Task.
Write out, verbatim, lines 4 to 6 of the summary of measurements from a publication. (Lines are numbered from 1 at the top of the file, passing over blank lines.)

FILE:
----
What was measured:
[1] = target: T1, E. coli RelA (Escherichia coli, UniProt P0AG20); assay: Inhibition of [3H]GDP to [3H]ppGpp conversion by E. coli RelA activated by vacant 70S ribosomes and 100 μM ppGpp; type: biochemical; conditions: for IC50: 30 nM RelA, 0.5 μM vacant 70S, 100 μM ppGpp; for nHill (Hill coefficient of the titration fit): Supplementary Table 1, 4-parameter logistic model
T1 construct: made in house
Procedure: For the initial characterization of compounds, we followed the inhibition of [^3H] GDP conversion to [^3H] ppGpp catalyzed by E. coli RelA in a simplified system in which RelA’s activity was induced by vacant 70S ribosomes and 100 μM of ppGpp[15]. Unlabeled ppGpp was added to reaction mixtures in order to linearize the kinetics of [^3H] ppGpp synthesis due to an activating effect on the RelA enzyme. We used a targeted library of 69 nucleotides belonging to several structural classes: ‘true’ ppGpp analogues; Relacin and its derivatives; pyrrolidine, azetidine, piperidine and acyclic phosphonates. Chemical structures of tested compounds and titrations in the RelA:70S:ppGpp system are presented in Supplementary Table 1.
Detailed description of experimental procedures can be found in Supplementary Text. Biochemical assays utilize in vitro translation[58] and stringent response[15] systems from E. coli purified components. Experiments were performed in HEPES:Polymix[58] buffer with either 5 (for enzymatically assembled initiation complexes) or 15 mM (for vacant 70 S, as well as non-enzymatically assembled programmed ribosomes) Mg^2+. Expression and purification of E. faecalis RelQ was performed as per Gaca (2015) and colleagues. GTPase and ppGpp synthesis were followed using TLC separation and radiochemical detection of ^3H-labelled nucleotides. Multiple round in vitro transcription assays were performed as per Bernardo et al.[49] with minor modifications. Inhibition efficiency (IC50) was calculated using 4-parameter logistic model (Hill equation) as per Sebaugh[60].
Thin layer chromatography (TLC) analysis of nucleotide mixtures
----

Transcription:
Procedure: For the initial characterization of compounds, we followed the inhibition of [^3H] GDP conversion to [^3H] ppGpp catalyzed by E. coli RelA in a simplified system in which RelA’s activity was induced by vacant 70S ribosomes and 100 μM of ppGpp[15]. Unlabeled ppGpp was added to reaction mixtures in order to linearize the kinetics of [^3H] ppGpp synthesis due to an activating effect on the RelA enzyme. We used a targeted library of 69 nucleotides belonging to several structural classes: ‘true’ ppGpp analogues; Relacin and its derivatives; pyrrolidine, azetidine, piperidine and acyclic phosphonates. Chemical structures of tested compounds and titrations in the RelA:70S:ppGpp system are presented in Supplementary Table 1.
Detailed description of experimental procedures can be found in Supplementary Text. Biochemical assays utilize in vitro translation[58] and stringent response[15] systems from E. coli purified components. Experiments were performed in HEPES:Polymix[58] buffer with either 5 (for enzymatically assembled initiation complexes) or 15 mM (for vacant 70 S, as well as non-enzymatically assembled programmed ribosomes) Mg^2+. Expression and purification of E. faecalis RelQ was performed as per Gaca (2015) and colleagues. GTPase and ppGpp synthesis were followed using TLC separation and radiochemical detection of ^3H-labelled nucleotides. Multiple round in vitro transcription assays were performed as per Bernardo et al.[49] with minor modifications. Inhibition efficiency (IC50) was calculated using 4-parameter logistic model (Hill equation) as per Sebaugh[60].
Thin layer chromatography (TLC) analysis of nucleotide mixtures